Par for the Course

11 Mar

Par for the CourseRay Blackston

Publisher: FaithWords

Publication Date: 2008

Paperback: 241 pages

Book Blurb:

Golf, politics, and romance collide as golf-range owner Chris Hackett meets an attractive political correspondent who turns his world upside down.

Chris Hackett owns and operates Hack’s Golf Learning Center, an eccentric golf range in Charleston, South Carolina. Chris jumps at the chance to step up his game when an attractive new student and political correspondent, Molly Cusack, suggests that Chris capitalize on the highly polarized presidential election. His pitting of Right versus Left means even more income, plus a sharp new girlfriend, and soon Chris, his sidekick, Cack, and their unique golf range are the talk of the town… until someone takes the political insults too seriously.

The question is, will Molly, stick around long enough for Chris to learn the true meaning of “playing politics”? Or is she just another “moving target”?

Stand alone or series: Stand alone

Why I read this book: The Flabbergasted series stole me away. I wanted to check out a new novel by him.

Review:

Blackston is at is again with another all-star cast of wacky, lovable characters. Chris Hackett has found his calling—he teaches golf lessons to beginners at golf range he owns. Cack is happy tending the grounds, telling passersby his views on what is wrong with the world, and insulting customers on a bullhorn every Tuesday during Wack the Cack. When Molly Cusack, a cute, single, outspoken political correspondent, learns of this unusual game she has a new idea. In an election year when temperature run high, why not take advantage of the wide dichotomy and make a little extra cash? On Friday night all the democrats come to take a wack at the right, with Cack shouting political insults at them from his high-powered, wire-mesh golf cart. On Saturday night republicans get the same chance. Soon Chris finds there’s a world of polarized issues—country fans and hip hop lovers, high school spirit teams wanting to wack the opposing team’s mascot and a round of wack the Baptists for eleven atheists (the Christians were given the chance but they didn’t think it would be quite right to Wack the Pagan). But with all this tension abounding, someone is bound to get their feelings hurt and maybe hurt a little more than just feelings.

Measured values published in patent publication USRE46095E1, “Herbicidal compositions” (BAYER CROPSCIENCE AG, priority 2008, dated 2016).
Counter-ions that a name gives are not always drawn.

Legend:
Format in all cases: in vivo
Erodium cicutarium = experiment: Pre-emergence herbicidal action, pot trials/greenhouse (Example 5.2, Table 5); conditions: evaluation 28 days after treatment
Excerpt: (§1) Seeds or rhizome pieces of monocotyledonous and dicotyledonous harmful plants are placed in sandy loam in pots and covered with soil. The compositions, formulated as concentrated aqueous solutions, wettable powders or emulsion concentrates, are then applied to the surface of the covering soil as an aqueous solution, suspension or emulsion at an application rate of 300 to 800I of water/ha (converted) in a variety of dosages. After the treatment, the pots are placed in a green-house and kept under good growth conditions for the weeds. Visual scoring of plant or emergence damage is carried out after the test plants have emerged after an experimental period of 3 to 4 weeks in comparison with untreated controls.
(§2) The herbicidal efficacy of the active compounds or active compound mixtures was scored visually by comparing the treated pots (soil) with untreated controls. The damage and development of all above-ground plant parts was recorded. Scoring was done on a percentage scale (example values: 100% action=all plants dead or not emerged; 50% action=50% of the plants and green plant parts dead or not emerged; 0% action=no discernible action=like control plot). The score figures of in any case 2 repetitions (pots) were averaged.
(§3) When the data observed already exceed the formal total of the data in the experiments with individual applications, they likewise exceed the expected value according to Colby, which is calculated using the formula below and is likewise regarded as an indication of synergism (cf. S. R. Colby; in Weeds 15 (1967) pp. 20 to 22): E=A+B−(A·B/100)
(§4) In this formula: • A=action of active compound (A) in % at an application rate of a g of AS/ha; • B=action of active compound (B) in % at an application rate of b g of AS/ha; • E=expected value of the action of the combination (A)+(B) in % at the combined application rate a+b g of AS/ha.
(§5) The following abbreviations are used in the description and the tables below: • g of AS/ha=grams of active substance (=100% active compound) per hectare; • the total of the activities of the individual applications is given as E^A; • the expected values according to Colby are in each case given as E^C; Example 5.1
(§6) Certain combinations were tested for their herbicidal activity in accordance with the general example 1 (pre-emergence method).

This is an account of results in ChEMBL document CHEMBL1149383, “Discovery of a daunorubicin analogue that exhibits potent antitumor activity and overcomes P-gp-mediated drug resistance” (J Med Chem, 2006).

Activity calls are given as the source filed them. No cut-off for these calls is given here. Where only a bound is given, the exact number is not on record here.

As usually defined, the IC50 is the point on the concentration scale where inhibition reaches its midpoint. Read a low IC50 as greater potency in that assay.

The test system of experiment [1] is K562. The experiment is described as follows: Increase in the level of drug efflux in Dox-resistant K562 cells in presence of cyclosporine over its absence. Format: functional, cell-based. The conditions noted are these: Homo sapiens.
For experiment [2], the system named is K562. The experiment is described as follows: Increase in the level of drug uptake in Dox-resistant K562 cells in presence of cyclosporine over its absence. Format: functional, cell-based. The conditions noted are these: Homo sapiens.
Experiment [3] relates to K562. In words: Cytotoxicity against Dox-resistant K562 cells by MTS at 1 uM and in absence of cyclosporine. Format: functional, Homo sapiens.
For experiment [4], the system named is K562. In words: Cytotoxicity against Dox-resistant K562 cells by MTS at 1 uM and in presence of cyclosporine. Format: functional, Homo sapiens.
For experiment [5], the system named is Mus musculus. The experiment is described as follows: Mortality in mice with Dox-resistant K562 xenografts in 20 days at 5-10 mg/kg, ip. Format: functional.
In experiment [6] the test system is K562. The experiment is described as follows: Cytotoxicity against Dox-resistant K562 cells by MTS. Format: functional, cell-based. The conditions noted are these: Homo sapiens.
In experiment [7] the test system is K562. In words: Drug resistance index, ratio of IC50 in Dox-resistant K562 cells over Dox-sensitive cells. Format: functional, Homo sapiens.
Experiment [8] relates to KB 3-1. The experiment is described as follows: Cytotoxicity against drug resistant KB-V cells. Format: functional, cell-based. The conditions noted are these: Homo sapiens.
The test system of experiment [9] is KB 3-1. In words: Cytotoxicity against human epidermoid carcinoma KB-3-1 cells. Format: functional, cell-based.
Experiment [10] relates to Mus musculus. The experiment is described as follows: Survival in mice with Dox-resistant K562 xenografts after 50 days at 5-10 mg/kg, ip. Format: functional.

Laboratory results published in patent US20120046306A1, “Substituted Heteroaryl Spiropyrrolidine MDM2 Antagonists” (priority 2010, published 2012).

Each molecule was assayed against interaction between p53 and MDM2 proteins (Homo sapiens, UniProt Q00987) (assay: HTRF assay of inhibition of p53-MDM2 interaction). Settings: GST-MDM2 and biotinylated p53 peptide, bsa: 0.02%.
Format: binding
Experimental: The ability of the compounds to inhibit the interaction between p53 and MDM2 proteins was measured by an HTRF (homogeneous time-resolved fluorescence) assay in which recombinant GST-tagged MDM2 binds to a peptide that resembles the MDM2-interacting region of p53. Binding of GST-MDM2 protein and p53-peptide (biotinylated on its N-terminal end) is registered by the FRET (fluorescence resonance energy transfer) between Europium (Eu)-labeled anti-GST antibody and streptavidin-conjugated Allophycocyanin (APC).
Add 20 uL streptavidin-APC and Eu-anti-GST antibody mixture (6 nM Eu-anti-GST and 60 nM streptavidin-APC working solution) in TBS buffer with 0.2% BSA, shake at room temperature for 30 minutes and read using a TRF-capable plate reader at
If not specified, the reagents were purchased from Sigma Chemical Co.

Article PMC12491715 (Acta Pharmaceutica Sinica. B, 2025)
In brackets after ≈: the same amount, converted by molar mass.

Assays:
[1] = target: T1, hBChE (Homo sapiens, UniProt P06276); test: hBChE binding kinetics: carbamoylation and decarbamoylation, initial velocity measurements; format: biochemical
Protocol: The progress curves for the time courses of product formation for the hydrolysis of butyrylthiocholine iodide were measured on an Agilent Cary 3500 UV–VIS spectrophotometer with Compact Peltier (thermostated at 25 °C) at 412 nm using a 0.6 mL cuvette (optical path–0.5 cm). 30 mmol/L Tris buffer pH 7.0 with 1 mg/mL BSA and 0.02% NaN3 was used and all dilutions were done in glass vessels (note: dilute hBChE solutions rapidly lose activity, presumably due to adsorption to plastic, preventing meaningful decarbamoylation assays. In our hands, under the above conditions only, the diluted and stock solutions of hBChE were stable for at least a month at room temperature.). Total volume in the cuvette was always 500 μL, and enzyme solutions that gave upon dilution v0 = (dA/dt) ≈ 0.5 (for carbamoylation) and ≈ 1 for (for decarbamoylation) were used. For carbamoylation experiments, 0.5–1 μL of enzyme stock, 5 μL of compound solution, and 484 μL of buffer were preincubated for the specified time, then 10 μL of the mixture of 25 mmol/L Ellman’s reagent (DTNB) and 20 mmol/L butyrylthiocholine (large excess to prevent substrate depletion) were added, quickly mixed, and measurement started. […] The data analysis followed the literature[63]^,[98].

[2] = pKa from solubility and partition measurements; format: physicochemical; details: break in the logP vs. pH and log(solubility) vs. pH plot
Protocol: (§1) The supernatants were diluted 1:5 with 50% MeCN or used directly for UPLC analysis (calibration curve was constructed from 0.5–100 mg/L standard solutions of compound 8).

I greatly enjoyed this book, though I have to say it doesn’t beat Flabbergasted. The cast of characters is as fun as ever. It’s complete with another men’s accountability group, which is always fun to witness. I would love to have seen Molly a little more rounded, we get a limited view of her as she flits about the country. Chris is excellently rounded, we understand him—what makes him tick, what gives him joy, what made him who he is today. Though we don’t have a backstory for Cack we don’t need one, we all know the type and Blackston uses him perfectly.

The book wasn’t as God-centered as the Flabbergasted series. Part of what I loved about that series was the unique insights into faith that it offered. This novel was definitely more golf-centered. I learned terms I didn’t even know existed. This was a fun read and I would recommend it to anyone looking for something light and enjoyable. I’m certainly going to check out other Blackston books, I’ll let you know more!

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